Counselling may facilitate completion of TB diagnostic evaluation. In a nested cross-sectional cohort study in Kenya, after receiving counselling from a research nurse, 95% of participants completed diagnosis, measured by provision of 3 sputum samples. The validity of the results are difficult to determine given that there was no control group [27]. A qualitative study in Ghana reported that HCPs thought that counselling could ensure that patients were more likely to produce quality sputum and thus help to obtain reliable results in a shorter time [28].

Counselling may facilitate the yield of TB diagnostic evaluation. Counselling of patient groups with TB risk factors presenting to an emergency department in the United States was associated with a relatively high proportion of patients (54%, n = 203) who returned to have their tuberculin skin test readings. Counselling was however noted to be the most time consuming aspect of the programme [29].

Drug-resistant TB

South African patients with DR-TB in a qualitative study reported feeling physically sick (but not knowing the underlying cause of their symptoms) and visiting at least two healthcare facilities prior to their DR-TB diagnosis [25].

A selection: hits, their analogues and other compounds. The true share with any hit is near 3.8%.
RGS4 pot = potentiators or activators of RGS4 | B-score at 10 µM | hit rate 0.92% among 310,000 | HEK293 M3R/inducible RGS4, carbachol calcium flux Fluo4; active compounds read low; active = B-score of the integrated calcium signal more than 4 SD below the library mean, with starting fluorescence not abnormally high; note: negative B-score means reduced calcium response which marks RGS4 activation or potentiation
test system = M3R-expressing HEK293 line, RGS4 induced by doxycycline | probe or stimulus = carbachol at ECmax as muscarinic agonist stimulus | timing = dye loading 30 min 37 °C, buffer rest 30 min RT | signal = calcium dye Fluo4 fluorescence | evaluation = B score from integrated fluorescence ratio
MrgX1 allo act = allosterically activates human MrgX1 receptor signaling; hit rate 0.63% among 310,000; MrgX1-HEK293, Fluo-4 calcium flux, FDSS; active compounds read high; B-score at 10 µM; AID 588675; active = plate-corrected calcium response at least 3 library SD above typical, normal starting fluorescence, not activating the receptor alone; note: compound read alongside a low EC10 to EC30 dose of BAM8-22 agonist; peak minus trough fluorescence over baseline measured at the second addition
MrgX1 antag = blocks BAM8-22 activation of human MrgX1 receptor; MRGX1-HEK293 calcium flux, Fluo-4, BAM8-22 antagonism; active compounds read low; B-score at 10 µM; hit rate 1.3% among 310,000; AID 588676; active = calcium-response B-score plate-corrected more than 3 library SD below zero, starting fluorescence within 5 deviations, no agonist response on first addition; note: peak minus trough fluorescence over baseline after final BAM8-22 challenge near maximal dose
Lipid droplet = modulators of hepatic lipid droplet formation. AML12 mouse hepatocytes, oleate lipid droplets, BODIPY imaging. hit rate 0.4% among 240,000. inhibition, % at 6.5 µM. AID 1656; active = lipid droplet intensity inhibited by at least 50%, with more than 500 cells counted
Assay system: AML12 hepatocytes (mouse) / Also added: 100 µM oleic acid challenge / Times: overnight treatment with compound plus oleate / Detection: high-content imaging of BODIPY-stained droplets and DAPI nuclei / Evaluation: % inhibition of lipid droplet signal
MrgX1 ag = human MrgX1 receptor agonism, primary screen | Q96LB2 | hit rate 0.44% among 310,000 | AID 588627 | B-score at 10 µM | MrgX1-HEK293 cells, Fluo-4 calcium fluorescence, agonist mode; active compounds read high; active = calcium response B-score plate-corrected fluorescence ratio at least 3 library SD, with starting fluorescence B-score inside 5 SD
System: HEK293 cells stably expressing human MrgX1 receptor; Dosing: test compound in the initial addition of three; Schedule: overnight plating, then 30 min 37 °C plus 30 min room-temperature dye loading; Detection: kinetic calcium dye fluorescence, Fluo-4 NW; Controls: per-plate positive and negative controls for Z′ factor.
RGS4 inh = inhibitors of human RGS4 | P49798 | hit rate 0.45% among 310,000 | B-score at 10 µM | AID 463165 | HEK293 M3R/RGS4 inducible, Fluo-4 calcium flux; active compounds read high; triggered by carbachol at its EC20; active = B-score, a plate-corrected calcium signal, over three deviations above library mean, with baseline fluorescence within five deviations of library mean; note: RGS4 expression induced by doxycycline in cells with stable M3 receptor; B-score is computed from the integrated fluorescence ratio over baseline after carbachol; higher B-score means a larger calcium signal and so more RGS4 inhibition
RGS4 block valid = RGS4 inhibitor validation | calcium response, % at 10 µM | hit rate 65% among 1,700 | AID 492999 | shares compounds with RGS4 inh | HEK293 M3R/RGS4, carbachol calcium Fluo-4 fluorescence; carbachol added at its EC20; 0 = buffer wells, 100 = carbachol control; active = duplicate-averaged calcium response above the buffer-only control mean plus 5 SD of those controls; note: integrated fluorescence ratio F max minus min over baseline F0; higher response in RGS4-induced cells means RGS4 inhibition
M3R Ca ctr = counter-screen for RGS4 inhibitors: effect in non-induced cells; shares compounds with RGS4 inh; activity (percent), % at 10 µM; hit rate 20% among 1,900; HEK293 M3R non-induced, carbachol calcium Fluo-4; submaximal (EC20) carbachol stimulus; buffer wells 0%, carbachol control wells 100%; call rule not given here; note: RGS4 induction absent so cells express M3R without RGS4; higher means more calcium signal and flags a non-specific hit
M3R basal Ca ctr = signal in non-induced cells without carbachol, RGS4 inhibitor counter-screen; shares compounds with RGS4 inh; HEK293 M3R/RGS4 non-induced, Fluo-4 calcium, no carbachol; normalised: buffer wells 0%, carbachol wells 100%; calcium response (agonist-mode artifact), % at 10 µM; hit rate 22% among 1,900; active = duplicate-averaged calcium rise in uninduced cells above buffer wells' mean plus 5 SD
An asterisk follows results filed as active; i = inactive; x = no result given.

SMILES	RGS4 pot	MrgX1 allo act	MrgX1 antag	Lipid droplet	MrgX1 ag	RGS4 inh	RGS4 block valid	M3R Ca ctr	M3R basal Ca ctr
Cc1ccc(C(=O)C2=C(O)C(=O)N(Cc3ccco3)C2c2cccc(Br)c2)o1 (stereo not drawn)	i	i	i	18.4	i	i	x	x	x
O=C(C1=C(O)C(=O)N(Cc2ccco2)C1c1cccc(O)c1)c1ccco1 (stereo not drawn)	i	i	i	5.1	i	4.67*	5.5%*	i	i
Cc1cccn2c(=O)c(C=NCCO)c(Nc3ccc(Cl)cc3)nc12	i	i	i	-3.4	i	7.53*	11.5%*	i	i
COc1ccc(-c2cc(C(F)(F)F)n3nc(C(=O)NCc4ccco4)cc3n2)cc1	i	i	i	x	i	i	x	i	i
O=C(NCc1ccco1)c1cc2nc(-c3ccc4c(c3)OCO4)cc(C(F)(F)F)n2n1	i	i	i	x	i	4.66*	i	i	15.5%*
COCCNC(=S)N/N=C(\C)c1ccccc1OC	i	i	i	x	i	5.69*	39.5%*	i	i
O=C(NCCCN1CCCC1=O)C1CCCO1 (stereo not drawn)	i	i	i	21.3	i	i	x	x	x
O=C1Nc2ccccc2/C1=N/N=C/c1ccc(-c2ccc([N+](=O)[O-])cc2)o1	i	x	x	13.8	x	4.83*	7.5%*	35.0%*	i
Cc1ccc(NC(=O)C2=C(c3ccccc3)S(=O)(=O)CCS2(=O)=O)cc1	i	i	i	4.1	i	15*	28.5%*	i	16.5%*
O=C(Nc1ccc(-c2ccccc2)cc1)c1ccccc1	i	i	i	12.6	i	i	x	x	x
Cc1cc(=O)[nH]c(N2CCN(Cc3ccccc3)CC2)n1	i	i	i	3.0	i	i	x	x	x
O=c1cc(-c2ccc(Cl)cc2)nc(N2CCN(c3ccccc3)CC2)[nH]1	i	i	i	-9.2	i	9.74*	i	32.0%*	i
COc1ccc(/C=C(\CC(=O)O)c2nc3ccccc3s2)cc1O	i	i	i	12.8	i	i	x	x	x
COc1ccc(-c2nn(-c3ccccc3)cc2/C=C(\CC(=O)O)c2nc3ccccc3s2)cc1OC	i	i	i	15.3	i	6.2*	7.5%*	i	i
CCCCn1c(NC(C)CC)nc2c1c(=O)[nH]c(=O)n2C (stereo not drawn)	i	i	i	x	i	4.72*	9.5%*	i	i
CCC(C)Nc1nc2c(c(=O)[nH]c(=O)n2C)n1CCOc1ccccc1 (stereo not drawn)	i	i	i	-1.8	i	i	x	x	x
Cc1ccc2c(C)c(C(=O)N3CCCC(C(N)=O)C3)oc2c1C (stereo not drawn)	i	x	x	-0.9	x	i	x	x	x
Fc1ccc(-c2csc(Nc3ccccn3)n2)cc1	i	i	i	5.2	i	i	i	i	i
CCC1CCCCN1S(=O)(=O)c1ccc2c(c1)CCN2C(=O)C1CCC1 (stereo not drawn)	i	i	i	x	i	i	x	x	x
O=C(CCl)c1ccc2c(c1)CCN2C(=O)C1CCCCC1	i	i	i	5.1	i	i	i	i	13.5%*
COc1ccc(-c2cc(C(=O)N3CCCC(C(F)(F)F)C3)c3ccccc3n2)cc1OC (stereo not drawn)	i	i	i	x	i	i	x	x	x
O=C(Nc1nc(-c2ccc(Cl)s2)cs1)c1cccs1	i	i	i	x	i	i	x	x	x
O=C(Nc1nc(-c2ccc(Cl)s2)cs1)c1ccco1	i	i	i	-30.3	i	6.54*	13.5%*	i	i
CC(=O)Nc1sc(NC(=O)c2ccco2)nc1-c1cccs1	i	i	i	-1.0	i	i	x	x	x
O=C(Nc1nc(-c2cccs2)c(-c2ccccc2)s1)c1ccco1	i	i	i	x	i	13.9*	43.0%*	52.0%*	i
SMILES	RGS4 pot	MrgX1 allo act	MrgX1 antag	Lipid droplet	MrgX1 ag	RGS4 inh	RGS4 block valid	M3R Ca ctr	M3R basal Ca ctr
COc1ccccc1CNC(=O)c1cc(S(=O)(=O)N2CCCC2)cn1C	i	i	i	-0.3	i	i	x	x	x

Provider initiated pathway: contact investigation

An analysis of a TB outbreak in the United Kingdom reported high rates of return for evaluation by contacts who had received counselling at the time of their initial screening and re-presented when they later developed symptoms consistent with TB. The authors suggest that educational counselling using empowering rather than coercive language helped contacts to engage or reengage with the health system [24].

Pre-treatment gap

Several studies suggested that effective counselling during diagnostic evaluation could educate patients with presumptive or confirmed TB about TB transmission to decrease community spread [26, 33, 34]. In one study, participants with TB in Pakistan were found to have profoundly poor knowledge about TB transmission, whereby 57% (n = 96) of participants considered separating dishes as the most commonly used method for preventing spread of disease [26]. Just under 50% of patients in this study reportedly did report not receiving any counselling from their health care provider about how to prevent transmission [26].

Although some South African study participants with MDR-TB qualitative study reported that they were told their diagnoses in a sympathetic manner, others reported that either minimal counselling was provided or nurses evoked fear in the people being evaluated for TB [25].